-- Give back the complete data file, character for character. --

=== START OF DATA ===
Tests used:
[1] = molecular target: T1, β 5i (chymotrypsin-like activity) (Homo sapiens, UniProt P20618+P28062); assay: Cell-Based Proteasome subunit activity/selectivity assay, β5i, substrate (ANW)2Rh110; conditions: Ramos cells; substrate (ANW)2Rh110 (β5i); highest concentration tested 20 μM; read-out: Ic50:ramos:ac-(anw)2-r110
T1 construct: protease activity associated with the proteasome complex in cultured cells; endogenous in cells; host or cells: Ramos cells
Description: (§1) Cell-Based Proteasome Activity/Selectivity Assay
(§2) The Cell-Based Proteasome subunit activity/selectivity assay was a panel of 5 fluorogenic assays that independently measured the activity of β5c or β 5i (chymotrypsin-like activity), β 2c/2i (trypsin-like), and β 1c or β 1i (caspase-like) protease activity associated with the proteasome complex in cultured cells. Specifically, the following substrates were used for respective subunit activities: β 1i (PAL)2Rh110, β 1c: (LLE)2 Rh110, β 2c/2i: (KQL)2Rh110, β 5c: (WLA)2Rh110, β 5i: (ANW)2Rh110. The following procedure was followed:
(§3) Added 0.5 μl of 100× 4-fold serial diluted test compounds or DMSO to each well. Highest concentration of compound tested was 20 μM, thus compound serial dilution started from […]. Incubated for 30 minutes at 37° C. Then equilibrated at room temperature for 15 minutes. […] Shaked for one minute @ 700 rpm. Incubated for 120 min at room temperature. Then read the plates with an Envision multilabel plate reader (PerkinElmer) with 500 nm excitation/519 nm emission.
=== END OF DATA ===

Tests used:
[1] = molecular target: T1, β 5i (chymotrypsin-like activity) (Homo sapiens, UniProt P20618+P28062); assay: Cell-Based Proteasome subunit activity/selectivity assay, β5i, substrate (ANW)2Rh110; conditions: Ramos cells; substrate (ANW)2Rh110 (β5i); highest concentration tested 20 μM; read-out: Ic50:ramos:ac-(anw)2-r110
T1 construct: protease activity associated with the proteasome complex in cultured cells; endogenous in cells; host or cells: Ramos cells
Description: (§1) Cell-Based Proteasome Activity/Selectivity Assay
(§2) The Cell-Based Proteasome subunit activity/selectivity assay was a panel of 5 fluorogenic assays that independently measured the activity of β5c or β 5i (chymotrypsin-like activity), β 2c/2i (trypsin-like), and β 1c or β 1i (caspase-like) protease activity associated with the proteasome complex in cultured cells. Specifically, the following substrates were used for respective subunit activities: β 1i (PAL)2Rh110, β 1c: (LLE)2 Rh110, β 2c/2i: (KQL)2Rh110, β 5c: (WLA)2Rh110, β 5i: (ANW)2Rh110. The following procedure was followed:
(§3) Added 0.5 μl of 100× 4-fold serial diluted test compounds or DMSO to each well. Highest concentration of compound tested was 20 μM, thus compound serial dilution started from […]. Incubated for 30 minutes at 37° C. Then equilibrated at room temperature for 15 minutes. […] Shaked for one minute @ 700 rpm. Incubated for 120 min at room temperature. Then read the plates with an Envision multilabel plate reader (PerkinElmer) with 500 nm excitation/519 nm emission.